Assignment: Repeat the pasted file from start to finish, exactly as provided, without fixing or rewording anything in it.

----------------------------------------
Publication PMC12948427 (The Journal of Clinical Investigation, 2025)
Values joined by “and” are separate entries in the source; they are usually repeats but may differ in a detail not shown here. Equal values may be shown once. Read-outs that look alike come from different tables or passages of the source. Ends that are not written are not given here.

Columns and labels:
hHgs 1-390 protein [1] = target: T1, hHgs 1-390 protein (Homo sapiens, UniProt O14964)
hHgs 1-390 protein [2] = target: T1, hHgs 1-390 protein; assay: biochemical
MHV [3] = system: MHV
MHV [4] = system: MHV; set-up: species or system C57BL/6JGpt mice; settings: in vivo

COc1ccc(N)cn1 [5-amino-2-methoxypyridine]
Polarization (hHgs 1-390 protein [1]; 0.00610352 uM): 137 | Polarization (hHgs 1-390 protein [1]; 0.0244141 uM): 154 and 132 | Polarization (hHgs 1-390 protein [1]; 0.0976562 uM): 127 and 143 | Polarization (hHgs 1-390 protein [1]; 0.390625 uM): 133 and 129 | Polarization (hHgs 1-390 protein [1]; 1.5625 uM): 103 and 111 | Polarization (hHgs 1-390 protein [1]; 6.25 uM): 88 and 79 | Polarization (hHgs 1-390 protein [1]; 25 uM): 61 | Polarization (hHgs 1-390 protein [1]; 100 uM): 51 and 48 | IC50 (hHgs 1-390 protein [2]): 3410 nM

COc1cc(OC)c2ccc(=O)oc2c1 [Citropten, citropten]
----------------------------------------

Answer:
Publication PMC12948427 (The Journal of Clinical Investigation, 2025)
Values joined by “and” are separate entries in the source; they are usually repeats but may differ in a detail not shown here. Equal values may be shown once. Read-outs that look alike come from different tables or passages of the source. Ends that are not written are not given here.

Columns and labels:
hHgs 1-390 protein [1] = target: T1, hHgs 1-390 protein (Homo sapiens, UniProt O14964)
hHgs 1-390 protein [2] = target: T1, hHgs 1-390 protein; assay: biochemical
MHV [3] = system: MHV
MHV [4] = system: MHV; set-up: species or system C57BL/6JGpt mice; settings: in vivo

COc1ccc(N)cn1 [5-amino-2-methoxypyridine]
Polarization (hHgs 1-390 protein [1]; 0.00610352 uM): 137 | Polarization (hHgs 1-390 protein [1]; 0.0244141 uM): 154 and 132 | Polarization (hHgs 1-390 protein [1]; 0.0976562 uM): 127 and 143 | Polarization (hHgs 1-390 protein [1]; 0.390625 uM): 133 and 129 | Polarization (hHgs 1-390 protein [1]; 1.5625 uM): 103 and 111 | Polarization (hHgs 1-390 protein [1]; 6.25 uM): 88 and 79 | Polarization (hHgs 1-390 protein [1]; 25 uM): 61 | Polarization (hHgs 1-390 protein [1]; 100 uM): 51 and 48 | IC50 (hHgs 1-390 protein [2]): 3410 nM

COc1cc(OC)c2ccc(=O)oc2c1 [Citropten, citropten]